In the third story of our series on famous Ukrainians and their hometowns, pop singer Pavlo Zibrov introduces Kyiv, the city that now feels like home to him. Despite its thousand-year history, Kyiv is not a hostage to established tradition: its historic landmarks coexist harmoniously with more modern features. Bogdan Logvynenko, founder of the Ukraїner project, joined the ‘godson of Khreshchatyk’ to see and feel what Ukraine’s capital city is like today.
— Do you remember your first visit to Kyiv?
— It was summer. My mother brought me here on a trip, it must have been 1966, I think I’d just finished the first grade. She said, “If you study hard, I’ll take you to Kyiv – I’ll show you around, we’ll eat ice-cream, go for a boat trip on the Dnipro and ride the children’s railway on Dorohozhytska Street.” So she took me to this children’s railway. I remember it well: we had a ride in the carriages, then we dropped in to a musical boarding school for gifted children.
— Is it in the same neighbourhood?
— Yes, there was a dance college, an art college – it was a whole complex, with a 10-year study programme. This happened about 3 days before September 1st.. The principal was there. “Please audition my boy, we’ve come a long way,” said my mum. He said yes, and asked her to wait in the corridor. He gave me an improvised 5-minute test. I just started singing, tapping out a rhythm. He said, “Good boy, give me your documents – we’ll take you!” In those five minutes, my destiny was sealed.
— What does Shevchenko Park mean to you?
— I live nearby. Well, I lived here before. For me, Shevchenko Park is a very warm place. Why? Because my daughter Diana grew up here. Back then, when my wife Maryna was pregnant, we used to come here in the evenings, at 10pm, at midnight. There was no one there, no one to recognise you, no one to ask you for a photo or an autograph. But back then there were no mobiles and no selfies, you know, because now everyone has a mobile phone, and everyone wants to take a selfie – well, that’s just life. I think it’s a great joy to be recognised. I remember at one point I shaved off my moustache and no one recognised me – I was 35. I shaved it off twice.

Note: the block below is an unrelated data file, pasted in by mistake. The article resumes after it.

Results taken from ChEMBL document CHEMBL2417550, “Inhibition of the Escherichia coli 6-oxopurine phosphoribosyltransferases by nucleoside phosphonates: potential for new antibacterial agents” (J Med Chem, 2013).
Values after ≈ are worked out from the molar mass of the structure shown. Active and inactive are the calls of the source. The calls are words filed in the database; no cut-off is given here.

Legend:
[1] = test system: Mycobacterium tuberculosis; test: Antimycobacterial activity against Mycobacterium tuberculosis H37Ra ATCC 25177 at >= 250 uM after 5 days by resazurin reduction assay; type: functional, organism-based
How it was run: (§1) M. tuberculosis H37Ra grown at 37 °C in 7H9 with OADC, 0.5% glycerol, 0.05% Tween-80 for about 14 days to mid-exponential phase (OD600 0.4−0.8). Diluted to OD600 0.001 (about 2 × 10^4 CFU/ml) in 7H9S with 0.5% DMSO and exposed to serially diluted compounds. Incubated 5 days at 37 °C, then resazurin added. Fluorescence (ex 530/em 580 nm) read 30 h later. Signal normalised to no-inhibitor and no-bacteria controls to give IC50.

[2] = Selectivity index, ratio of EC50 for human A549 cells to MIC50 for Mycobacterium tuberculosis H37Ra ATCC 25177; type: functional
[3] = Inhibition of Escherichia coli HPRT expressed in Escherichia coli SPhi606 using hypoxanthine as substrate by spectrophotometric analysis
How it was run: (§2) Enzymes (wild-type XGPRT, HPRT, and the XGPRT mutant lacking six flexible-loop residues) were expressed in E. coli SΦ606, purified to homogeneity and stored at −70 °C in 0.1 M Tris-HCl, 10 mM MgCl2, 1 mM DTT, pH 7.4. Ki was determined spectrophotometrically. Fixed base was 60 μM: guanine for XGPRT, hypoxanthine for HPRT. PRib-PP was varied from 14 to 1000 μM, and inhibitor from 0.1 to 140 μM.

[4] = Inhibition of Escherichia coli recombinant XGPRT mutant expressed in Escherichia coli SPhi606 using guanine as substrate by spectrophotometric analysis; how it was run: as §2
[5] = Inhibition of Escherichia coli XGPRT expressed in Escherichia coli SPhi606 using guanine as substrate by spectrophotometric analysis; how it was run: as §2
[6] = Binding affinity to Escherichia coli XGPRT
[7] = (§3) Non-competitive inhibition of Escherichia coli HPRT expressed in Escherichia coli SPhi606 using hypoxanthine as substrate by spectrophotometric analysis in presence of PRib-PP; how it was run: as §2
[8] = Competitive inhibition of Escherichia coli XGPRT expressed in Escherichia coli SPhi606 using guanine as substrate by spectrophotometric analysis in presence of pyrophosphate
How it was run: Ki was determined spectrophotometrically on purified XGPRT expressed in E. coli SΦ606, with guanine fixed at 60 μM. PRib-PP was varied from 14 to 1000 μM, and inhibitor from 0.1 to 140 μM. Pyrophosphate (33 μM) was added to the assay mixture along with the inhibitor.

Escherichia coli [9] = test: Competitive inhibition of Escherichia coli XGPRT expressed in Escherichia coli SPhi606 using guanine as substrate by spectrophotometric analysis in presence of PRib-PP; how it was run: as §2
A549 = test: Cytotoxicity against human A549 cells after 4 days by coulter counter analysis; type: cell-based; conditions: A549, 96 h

— Was it some kind of experiment for you?
— Experiment? It’s what they call making a fool of yourself. I just wanted to please Maryna, to look younger… And she got off the train and didn’t recognise me. Then, for a month, she didn’t let me anywhere near her. She told me: “You sleep in the kitchen. I won’t let you into bed with me.”
— How does your wife feel about your stage persona and all the attention from your fans?
— Well, if my wife took it all seriously, she’d have lost her mind long ago. She understands it’s part of my work, nothing more. She’s used to it.
— What would you recommend to a foreigner visiting Kyiv for the weekend? What should they see first?
— Obviously “the crosses of St Sophia’s and the Lavra”, just like in the song ‘Khreshchatyk’ – lyrics by Yuriy Rybchynskyi, music by Pavlo Zibrov – Immortal Khreshchatyk! It was from this very spot, 20 years ago – no, 25, 26 years ago, that we filmed the video for the song ‘Khreshchatyk’. We had a cabriolet, but it died. It was old and broken. I was saying, “Be careful with it, because if it stops, you won’t start it again – so don’t stop! Keep going for at least 5 or 10 kilometres.” And it died here. We – the operator, the assistant and me – pushed it from this square, it started going full speed ahead, as they say. And we were like, “Phew, thank God!”
— Who came up with the idea to shoot a video for the song ‘Khreshchatyk’?
— I got an offer to make a music video for ‘Khreshchatyk’ from my friend, the businessman Petya Mikhailov. He was a successful businessman, a contractor and a builder. Petya Mikhailov said: “Let’s shoot it! I’ll pay for everything!” That’s how it happened.
— Was it expensive to shoot a music video in those days?
— I found myself a sponsor. I don’t know. Well, in those days, 5 to 7 thousand dollars was like 20 thousand dollars in today’s money.
Among the many symbols of Kyiv is Bessarabsky Market – one of the capital’s oldest markets. The early 20th-century building has been preserved and is almost unchanged to this day. However, the market itself, like a living organism, changes all the time. Alongside the usual produce stalls, trendy new spaces and food outlets have popped up, giving Bessarabka a modern twist.
— You’re a fan of the most expensive market in Kyiv, right?
— It’s not about the prices – it’s about the high-quality products, which come from all over Ukraine. A lot of the vendors I’ve known for almost 20 years!
— But there are no prices anywhere at the market, are there?